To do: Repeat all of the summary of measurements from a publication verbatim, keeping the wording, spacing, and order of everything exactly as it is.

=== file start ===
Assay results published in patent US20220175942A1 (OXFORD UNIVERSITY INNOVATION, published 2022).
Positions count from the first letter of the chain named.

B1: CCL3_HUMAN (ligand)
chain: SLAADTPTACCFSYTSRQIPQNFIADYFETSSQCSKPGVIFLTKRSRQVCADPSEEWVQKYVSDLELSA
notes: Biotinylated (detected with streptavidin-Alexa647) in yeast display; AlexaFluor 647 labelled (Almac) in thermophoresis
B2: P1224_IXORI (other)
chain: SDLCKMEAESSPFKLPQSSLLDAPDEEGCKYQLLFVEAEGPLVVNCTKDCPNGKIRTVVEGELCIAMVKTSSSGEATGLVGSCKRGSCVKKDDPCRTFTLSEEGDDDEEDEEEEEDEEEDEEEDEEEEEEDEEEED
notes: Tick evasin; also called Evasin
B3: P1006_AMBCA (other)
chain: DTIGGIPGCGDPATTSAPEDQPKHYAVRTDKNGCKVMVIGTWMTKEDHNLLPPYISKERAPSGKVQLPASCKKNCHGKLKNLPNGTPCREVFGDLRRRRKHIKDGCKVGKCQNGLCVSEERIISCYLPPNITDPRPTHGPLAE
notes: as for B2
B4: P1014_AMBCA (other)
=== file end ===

Assay results published in patent US20220175942A1 (OXFORD UNIVERSITY INNOVATION, published 2022).
Positions count from the first letter of the chain named.

B1: CCL3_HUMAN (ligand)
chain: SLAADTPTACCFSYTSRQIPQNFIADYFETSSQCSKPGVIFLTKRSRQVCADPSEEWVQKYVSDLELSA
notes: Biotinylated (detected with streptavidin-Alexa647) in yeast display; AlexaFluor 647 labelled (Almac) in thermophoresis
B2: P1224_IXORI (other)
chain: SDLCKMEAESSPFKLPQSSLLDAPDEEGCKYQLLFVEAEGPLVVNCTKDCPNGKIRTVVEGELCIAMVKTSSSGEATGLVGSCKRGSCVKKDDPCRTFTLSEEGDDDEEDEEEEEDEEEDEEEDEEEEEEDEEEED
notes: Tick evasin; also called Evasin
B3: P1006_AMBCA (other)
chain: DTIGGIPGCGDPATTSAPEDQPKHYAVRTDKNGCKVMVIGTWMTKEDHNLLPPYISKERAPSGKVQLPASCKKNCHGKLKNLPNGTPCREVFGDLRRRRKHIKDGCKVGKCQNGLCVSEERIISCYLPPNITDPRPTHGPLAE
notes: as for B2
B4: P1014_AMBCA (other)